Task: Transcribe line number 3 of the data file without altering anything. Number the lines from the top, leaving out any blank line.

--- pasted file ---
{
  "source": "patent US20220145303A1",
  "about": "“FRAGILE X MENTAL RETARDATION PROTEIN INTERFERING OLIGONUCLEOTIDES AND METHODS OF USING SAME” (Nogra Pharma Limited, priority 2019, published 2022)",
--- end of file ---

  "about": "“FRAGILE X MENTAL RETARDATION PROTEIN INTERFERING OLIGONUCLEOTIDES AND METHODS OF USING SAME” (Nogra Pharma Limited, priority 2019, published 2022)",